- Place of origin:
Barcelona (possibly, made)
Italy (possibly, made)
- Materials and Techniques:
Walnut, and rosewood, inlaid with bone and coloured woods
- Museum number:
- Gallery location:
Medieval & Renaissance, Room 63, The Edwin and Susan Davies Gallery, case FS, shelf SWAL
The practice of decorating wooden furniture wood with contrasting inlays was used by the craftsmen of Ancient Egypt. It continued to flourish during the Medieval period in Islamic cities such as Cairo and Damascus, where dense patterns were created using tiny inlaid pieces of bone or ivory and various woods. The technique seems to have been adopted in both Spain and Italy, particularly Venice from about 1450, and used particularly on boxes and chests like this one. References in Italian 16th-century inventories to chests alla veneziana (in the Venetian style) may refer to this style of decoration. During the 19th-century it came to be known as alla certosina work, because it was thought that Carthusian monks specialised in the technique, though there is no good evidence of it.
This chest once belonged to Jules Soulages (d. 1856) who created a notable collection of Renaissance artworks from about 1825, which he kept at his home in Paris, (and later in Toulouse). This chest was restored in Toulouse during his ownership. His collection was considered so important that it was exhibited in London (1857), and then purchased for the South Kensington Museum (which later became the Victoria and Albert Museum).
Chest on low plinth decorated with geometrical inlay, containing three compartments which are fitted with lids and some small drawers. The back is plain. The underside of the lid, and the show surfaces of the internal compartments are decorated. The compartment insides are plain as are the inner faces of the chest boards except for traces of a white lining paper. The three-sided plinth (presumed to be a 19th century addition since it uses much fresher wood than the rest of the chest), projects along its front edge and is cut with ogee arch openings at both ends.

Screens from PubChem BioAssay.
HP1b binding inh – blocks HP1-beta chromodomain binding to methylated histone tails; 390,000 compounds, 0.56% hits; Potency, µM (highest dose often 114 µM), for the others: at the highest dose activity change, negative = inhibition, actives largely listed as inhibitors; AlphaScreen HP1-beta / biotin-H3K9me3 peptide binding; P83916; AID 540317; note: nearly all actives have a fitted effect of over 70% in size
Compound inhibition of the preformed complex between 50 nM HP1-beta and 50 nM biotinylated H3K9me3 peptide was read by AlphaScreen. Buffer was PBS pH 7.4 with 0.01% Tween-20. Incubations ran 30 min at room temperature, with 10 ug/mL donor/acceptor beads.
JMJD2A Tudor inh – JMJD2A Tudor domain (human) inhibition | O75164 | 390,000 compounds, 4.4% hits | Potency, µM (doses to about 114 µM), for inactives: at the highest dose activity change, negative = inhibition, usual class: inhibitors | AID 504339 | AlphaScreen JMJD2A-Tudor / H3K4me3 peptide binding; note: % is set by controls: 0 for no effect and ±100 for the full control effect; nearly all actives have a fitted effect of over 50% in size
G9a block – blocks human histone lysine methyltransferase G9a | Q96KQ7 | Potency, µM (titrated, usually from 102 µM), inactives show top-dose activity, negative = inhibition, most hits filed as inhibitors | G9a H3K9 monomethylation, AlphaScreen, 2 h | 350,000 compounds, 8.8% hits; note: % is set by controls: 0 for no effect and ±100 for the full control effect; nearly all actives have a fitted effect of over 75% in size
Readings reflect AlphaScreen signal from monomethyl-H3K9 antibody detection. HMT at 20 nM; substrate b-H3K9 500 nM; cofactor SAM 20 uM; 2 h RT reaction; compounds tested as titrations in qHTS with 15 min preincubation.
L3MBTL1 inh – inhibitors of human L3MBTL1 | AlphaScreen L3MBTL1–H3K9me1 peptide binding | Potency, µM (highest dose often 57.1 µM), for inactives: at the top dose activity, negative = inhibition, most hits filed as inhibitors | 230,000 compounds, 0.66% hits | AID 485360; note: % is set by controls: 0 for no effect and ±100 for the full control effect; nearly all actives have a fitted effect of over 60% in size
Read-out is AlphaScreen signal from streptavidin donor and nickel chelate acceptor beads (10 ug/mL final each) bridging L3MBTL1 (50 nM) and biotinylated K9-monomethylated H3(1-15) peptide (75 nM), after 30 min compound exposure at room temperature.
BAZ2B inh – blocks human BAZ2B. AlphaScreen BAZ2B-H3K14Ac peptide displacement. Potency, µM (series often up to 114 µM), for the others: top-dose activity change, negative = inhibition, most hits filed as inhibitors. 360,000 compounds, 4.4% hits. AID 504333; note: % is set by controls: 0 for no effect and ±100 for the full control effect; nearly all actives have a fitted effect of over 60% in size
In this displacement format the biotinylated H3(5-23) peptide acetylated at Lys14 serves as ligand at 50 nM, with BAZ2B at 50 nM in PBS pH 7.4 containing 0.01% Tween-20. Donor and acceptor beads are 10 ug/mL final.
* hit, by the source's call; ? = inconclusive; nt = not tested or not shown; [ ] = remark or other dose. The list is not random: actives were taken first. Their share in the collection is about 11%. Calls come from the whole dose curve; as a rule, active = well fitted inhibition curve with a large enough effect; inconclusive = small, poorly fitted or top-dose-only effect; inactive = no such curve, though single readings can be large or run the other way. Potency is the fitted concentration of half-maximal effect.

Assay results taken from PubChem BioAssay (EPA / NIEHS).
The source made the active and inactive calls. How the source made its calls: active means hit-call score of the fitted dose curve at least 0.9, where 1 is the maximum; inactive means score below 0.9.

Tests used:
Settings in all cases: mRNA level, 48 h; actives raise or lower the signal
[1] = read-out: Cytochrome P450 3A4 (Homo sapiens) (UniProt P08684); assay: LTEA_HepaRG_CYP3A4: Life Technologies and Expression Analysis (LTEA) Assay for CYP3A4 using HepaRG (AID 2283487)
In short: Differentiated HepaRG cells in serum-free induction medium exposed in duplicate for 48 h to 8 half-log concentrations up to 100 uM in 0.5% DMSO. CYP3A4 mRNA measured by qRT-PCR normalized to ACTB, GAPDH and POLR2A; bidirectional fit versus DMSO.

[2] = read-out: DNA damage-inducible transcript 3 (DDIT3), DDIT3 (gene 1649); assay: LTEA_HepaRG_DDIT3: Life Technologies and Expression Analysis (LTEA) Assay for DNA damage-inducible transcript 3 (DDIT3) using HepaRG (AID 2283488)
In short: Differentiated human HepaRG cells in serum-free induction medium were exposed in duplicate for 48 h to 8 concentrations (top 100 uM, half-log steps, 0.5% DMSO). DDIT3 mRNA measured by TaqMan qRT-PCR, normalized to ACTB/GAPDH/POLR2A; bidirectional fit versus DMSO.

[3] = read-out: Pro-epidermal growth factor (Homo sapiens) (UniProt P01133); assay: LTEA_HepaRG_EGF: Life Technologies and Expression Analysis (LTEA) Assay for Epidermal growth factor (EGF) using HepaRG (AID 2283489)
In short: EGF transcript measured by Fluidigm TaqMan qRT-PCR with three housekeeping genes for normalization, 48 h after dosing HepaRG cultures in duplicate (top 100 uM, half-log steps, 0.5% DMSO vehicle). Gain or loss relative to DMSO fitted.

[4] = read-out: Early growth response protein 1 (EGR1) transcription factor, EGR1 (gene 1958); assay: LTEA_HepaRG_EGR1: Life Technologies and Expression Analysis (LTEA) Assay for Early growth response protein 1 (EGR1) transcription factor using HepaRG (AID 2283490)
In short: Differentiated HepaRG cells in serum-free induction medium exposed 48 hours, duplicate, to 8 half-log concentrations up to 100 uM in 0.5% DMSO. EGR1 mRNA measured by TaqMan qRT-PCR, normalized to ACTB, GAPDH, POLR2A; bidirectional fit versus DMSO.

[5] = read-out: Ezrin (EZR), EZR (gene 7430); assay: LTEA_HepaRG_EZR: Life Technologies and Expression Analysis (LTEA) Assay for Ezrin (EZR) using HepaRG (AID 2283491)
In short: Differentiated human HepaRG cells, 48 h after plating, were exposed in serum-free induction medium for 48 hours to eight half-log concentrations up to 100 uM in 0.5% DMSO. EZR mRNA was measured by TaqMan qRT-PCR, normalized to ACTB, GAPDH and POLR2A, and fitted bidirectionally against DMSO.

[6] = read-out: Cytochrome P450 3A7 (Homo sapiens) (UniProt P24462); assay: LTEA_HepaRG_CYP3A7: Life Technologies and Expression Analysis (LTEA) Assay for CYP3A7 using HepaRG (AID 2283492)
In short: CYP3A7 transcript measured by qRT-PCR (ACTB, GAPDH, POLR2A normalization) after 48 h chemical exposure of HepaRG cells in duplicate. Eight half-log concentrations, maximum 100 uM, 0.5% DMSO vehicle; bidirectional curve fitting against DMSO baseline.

The left compartment has a full-height partition front, and is fitted with a hinged lid. The right compartment is shallow, and contains a small, central drawer below a 'false' bottom. Its lid is extended at the rear end into an ‘ear’ possibly to serve as a prop to the chest lid. The rear compartment (with an added glue block support underneath) has a single long lid on two twisted wire hinges. It has four small drawers below the false bottom. All the internal small drawers have leather or canvas pulls.
Construction - The carcase is dovetailed (showing 6 tails), with reinforcing nails. The back (with scrub plane marks visible), sides and bottom are all apparently formed from single wide boards, while the front board consists of 2 butted planks. X-rays would be needed to tell whether the lid is a single board. The lid has two end cleats (fixed with nails), with an applied batten along the front edge; it is held on four ring hinges (originally five).
The inlay is apparently a mix of small pieces directly inlaid into the ground wood, and applied veneers with inlay. Bone and ivory tesserae are used extensively on the chest front and both faces of the lid, but not on the chest sides and internal compartments.
The chest front with three raised square panels appears to have been created by cutting shallow channels around the 'panels', with two applied stiles and two muntins (approx. 2mm thick, using vertically grained, darker wood).
Modifications - The plinth added.
Extensive restoration to the inlay.